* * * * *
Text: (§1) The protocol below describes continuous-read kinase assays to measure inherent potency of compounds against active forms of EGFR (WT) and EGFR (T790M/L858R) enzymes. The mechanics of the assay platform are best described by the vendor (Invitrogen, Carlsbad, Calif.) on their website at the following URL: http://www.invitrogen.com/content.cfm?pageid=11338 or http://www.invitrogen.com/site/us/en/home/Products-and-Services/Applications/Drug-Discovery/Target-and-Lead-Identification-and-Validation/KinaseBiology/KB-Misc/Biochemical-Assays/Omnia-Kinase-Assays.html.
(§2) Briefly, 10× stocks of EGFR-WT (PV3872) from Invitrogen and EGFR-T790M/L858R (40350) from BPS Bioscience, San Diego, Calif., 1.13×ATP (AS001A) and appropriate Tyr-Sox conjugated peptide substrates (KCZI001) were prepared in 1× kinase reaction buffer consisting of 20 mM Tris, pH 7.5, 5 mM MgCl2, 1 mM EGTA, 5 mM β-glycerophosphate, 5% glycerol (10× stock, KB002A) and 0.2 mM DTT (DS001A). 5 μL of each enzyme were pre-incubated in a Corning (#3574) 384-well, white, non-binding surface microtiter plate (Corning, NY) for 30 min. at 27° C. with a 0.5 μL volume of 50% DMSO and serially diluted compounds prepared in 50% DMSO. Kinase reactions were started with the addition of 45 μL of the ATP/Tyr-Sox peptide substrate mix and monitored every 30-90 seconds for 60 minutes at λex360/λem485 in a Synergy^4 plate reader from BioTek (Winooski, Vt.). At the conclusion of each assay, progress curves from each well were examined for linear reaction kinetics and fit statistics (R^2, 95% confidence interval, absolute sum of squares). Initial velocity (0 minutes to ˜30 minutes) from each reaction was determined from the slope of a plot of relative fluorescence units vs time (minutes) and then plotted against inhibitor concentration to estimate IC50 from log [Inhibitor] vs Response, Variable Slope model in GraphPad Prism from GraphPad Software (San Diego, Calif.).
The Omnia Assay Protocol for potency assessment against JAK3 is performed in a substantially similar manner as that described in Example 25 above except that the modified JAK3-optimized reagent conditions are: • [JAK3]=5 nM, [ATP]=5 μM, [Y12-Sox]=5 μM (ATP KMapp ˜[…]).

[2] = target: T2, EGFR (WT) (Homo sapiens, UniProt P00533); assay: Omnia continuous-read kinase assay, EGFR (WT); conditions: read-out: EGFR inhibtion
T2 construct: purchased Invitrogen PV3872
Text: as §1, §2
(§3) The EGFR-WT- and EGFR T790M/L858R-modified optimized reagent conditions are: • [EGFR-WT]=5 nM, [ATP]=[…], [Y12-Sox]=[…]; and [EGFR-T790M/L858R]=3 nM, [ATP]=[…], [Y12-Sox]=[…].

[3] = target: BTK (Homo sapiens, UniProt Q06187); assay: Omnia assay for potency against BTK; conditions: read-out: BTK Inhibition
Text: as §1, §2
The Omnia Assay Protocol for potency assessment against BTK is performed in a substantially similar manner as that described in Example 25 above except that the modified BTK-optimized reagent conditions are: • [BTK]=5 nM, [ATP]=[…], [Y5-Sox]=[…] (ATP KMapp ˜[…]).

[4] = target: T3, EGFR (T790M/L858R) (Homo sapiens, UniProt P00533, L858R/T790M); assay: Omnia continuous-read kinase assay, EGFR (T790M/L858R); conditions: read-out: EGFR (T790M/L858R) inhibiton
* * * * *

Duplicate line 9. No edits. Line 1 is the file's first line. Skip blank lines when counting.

Text: as §1, §2